The New York Times ruled in my family when I was growing up in Manhattan. My mother especially loved the Sunday Magazine articles, my brother relished the daily puzzles, and I enjoyed reading book reviews and features about authors.
I wanted to be an author myself as early as second grade, when I started writing short stories. And of course, I wanted to have a book of mine reviewed in the Times, someday because I thought that would be the ultimate sign I had made it.
Well, years later, I was heartbroken when I heard from a writer friend that he had heard my first book of short stories was going to be reviewed there. I waited and waited, but nothing happened. Then I published a biography and study of Edith Wharton’s fiction. No review. Two strikes.
At that point, I was discouraged enough to think I would never be reviewed in the Times. I should have taken hope from lines Russian poet Joseph Brodsky wrote:
But, as know, precisely at the moment/when our despair is deepest, fresh winds stir.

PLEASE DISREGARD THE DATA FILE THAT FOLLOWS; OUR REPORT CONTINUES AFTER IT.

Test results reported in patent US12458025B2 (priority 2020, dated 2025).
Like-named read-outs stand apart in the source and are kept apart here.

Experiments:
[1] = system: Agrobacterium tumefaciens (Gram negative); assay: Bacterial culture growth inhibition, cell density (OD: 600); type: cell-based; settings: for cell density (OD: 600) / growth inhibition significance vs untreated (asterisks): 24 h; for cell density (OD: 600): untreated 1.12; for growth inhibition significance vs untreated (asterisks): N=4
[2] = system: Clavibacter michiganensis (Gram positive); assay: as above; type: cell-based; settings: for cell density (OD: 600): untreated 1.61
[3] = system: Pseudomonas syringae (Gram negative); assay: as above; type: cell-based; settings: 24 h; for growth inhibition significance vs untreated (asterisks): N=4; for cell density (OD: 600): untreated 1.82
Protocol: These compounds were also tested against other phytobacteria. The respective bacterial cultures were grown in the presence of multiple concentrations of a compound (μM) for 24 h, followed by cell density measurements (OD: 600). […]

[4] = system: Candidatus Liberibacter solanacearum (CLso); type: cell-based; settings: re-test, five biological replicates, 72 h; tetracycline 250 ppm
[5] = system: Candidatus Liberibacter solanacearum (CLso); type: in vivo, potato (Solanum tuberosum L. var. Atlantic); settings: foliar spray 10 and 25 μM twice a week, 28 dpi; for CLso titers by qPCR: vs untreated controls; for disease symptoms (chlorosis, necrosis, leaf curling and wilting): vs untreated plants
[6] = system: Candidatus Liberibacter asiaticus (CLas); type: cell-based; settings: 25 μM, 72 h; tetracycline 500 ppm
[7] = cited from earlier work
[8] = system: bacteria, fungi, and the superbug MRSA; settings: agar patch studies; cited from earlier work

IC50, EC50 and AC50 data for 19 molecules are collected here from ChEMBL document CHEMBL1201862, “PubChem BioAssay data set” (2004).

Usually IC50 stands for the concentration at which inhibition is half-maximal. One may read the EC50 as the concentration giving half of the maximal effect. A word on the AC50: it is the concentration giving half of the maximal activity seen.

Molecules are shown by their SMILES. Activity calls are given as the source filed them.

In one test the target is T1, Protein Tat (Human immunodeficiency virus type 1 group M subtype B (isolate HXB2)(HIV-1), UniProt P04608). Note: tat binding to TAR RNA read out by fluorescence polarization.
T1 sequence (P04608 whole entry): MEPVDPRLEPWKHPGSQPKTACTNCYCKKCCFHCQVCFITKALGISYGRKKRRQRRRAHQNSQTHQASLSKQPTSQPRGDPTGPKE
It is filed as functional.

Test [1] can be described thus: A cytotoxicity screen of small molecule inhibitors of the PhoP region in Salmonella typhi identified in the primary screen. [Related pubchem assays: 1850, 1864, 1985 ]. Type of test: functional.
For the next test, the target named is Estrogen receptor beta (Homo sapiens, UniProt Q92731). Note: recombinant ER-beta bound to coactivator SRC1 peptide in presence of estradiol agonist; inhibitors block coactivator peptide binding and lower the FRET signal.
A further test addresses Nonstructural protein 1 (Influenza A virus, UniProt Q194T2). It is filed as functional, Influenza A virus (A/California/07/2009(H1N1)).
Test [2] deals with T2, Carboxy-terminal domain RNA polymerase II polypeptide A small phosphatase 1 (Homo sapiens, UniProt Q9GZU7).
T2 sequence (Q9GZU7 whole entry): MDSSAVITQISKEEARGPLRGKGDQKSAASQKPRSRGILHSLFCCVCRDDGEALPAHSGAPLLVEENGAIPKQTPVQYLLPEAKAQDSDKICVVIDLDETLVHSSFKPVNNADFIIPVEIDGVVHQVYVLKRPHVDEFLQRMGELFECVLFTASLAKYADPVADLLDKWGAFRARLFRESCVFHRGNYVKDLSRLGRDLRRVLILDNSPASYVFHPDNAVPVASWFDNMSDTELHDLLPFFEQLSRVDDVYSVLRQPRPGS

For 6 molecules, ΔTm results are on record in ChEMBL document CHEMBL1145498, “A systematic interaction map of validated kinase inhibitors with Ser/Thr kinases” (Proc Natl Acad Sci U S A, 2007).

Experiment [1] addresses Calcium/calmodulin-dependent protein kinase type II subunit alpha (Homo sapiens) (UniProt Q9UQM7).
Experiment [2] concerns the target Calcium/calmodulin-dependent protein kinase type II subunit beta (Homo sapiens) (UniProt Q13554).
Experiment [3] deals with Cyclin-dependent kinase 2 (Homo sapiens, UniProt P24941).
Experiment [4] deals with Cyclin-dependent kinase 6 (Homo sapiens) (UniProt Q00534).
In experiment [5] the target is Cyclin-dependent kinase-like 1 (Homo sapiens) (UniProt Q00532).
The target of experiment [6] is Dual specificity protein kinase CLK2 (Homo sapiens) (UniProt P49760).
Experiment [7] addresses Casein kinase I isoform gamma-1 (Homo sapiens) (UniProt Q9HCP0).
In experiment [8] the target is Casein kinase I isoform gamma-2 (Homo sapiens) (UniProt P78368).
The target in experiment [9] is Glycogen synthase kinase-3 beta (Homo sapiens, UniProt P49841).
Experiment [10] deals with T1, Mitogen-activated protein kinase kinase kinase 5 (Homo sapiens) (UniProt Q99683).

One Monday, I got a call from my agent that my second mystery had just gotten a rave review from Marilyn Stasio, the most important mystery reviewer in the country. My agent’s assistant faxed it to me and as I read the review, I actually jumped up and down for joy. Friends started contacting me, my editor was thrilled as was my publisher, and I started hearing reports that the book wasn’t just being shelves in Mystery and Gay Literature sections in bookstores, but sometimes in Fiction right next to Edith Wharton. And face out, which makes a big difference when it comes to sales.
The review offered great pull-quotes like this one: “Killing is too kind for the vindictive scholars in Lev Raphael’s maliciously funny campus mystery.” And because it was in the New York Times, publishers would use various parts of the review on mysteries I’d write after that one. Likewise, many people introducing me at events where I’ve done talks and readings have referred to the review. It’s a kind of touchstone, even though I’ve gotten many more good ones in other newspapers and magazines since then. The Times is that impressive.
The Edith Wharton Murders has recently been re-published with a gorgeous new cover, a foreward by noted author Gregory Ashe, and an introduction the publisher asked me to write. Seeing it reborn brings back the thrill of being a new author having his biggest dream come true.
Lev Raphael is the author of 26 books in genres from memoir to mystery. His work has been translated into 15 languages, and Special Collections at Michigan State University’s Library archives his literary papers.